These records may include things like batch records, process flows for any final processing, and material certifications for any materials used in the final processing. For this type of record, suppliers may have a specific computer system for creating and managing the records. If these records are kept in a dedicated system, known as a closed system, the users will have specific access granted to the records and the signatures will be managed through the system as well. Typically copies of records can then be exported as a PDF to send to the device manufacturer as evidence.

Distribution and logistics

When selecting and authorizing distributors, manufacturers should consider how a partner will maintain accurate records about where the product is and how it has been stored. Manufacturers must ensure that their product remains traceable even after it leaves their facility in the event that they need to recall the product.

Additionally, if there are specific storage or handling requirements, compliance with those requirements must be documented. Products that are improperly stored, even temporarily, may need to be discarded to ensure patient safety. For example, a pallet of product may need to be scrapped because a temperature log was lost. Ensuring accurate and thorough records of travel and storage are retained is a must.

Shipping records are more likely to be maintained electronically, allowing for easier tracking of products. This may be through a dedicated closed system, such as order processing software. If records of these storage conditions and traceability are maintained electronically, 21 CFR Part 11 applies.

21 CFR Part 11 supplier checklist

The following checklist will help manufacturers evaluate potential partners when it comes to managing the production and distribution of their product. These points are also helpful for suppliers themselves looking to self evaluate. 

  • Does the supplier/distributor have procedures in place for complying with 21 CFR Part 11?
A QMS that is compliant with ISO 9001 is a good start towards compliance with 21 CFR Part 11. ISO 9001 already focuses on ensuring that documented information is protected from loss, that processes are in place for retention, and that there are processes in place for distribution and access to the records. Only a few small changes may be needed to comply with 21 CFR Part 11.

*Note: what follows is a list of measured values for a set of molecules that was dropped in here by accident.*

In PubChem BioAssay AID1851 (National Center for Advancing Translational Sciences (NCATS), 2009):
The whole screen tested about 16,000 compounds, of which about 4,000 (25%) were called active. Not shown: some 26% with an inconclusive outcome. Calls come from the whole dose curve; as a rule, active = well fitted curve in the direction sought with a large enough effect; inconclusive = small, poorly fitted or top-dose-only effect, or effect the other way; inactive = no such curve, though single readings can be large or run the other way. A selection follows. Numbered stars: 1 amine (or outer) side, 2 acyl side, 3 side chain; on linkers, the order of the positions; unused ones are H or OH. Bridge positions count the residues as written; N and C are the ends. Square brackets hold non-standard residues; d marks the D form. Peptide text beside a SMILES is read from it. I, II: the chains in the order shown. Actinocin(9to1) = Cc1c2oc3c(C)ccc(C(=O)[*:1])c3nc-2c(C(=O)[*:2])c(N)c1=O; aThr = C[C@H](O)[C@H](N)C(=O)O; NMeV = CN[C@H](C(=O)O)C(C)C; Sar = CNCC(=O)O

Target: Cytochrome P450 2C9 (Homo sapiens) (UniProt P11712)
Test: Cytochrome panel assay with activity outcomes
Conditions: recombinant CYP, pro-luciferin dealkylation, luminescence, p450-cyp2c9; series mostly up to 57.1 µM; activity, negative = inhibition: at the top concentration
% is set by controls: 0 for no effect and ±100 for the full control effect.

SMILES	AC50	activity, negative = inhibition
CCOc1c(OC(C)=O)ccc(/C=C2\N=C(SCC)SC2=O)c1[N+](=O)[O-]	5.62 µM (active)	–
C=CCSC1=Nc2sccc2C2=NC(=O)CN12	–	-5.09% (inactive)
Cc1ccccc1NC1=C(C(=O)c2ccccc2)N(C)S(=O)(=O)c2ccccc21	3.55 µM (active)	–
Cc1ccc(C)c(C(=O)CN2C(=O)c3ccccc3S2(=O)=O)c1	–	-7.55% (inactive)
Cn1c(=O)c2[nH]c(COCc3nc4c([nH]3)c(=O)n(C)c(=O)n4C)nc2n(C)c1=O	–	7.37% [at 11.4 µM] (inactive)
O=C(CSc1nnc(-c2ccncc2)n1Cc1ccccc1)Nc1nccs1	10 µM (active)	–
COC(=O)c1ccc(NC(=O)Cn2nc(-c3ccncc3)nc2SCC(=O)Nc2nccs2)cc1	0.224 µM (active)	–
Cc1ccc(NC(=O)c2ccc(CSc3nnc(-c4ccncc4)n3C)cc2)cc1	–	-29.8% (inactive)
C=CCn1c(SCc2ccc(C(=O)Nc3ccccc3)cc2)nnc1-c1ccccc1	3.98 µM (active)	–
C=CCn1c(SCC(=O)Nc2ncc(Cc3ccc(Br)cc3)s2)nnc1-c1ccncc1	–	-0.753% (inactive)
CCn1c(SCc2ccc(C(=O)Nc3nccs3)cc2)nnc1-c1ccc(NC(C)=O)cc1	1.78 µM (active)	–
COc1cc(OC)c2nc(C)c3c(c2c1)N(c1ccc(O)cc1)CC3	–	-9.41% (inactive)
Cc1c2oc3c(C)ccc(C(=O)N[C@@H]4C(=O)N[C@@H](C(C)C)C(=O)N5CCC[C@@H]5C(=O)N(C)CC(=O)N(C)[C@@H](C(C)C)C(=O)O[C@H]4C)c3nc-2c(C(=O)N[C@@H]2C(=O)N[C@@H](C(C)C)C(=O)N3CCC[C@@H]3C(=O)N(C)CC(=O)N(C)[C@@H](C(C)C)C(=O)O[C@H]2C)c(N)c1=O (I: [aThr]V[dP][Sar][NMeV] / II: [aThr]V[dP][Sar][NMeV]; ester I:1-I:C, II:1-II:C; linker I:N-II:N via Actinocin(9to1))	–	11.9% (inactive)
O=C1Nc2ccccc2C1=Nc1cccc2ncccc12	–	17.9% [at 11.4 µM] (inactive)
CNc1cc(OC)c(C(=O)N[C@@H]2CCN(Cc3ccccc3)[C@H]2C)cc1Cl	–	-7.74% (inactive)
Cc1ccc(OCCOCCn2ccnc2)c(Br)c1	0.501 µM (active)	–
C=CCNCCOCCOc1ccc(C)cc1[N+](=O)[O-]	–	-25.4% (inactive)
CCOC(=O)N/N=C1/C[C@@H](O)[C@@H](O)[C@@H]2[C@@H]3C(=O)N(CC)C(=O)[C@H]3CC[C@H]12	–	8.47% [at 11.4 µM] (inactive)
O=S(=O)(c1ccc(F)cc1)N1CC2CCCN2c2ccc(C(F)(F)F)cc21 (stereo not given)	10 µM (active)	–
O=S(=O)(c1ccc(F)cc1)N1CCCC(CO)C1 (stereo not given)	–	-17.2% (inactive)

• Can the supplier/distributor provide records of product traceability including storage conditions (if applicable)?
This may be environmental  logs, shipping records, etc.—any sort of documentation that can be used to support the processing, manufacture, and distribution of the product. 

  • Are records retained for the required amount of time?

This may vary based on the expected lifetime/shelf life of the product, so confirm the archival period that applies to the product. For devices, at a minimum, records must be retained for 2 years after the product has entered commercial distribution, but must be retained for the shelf-life of the product. For drug products, records must be maintained for at least 1 year after the lot expiration date, or in the case of drugs without an expiration date, at least 3 years after distribution.  

  • Are electronic signatures used on records and if so, are they compliant with 21 CFR Part 11?

Determining if a signature is actually required by the regulations will be important. In general, signatures are used to indicate review and approval far more widely than is required by the regulations. Signatures are required for the individual authorizing the final release of the product, so this will need to be in compliance with the electronic signature regulations if managed electronically.

Paper records and 21 CFR Part 11

Companies can always choose to use paper records to eliminate the need to comply with 21 CFR Part 11, however this does not eliminate the need to retain records for an extended period of time to comply with records retention requirements. In some cases, it may work well to create the records on paper and then scan them electronically for storage. This would eliminate the need to adhere to the electronic signature portion of the requirement. The electronic records can then be securely stored to prevent tampering or loss. 

Of course, the advantages of digital documents and an electronic quality management system far outweigh paper. Want to discuss migrating your paper system to an eQMS? We'd love to talk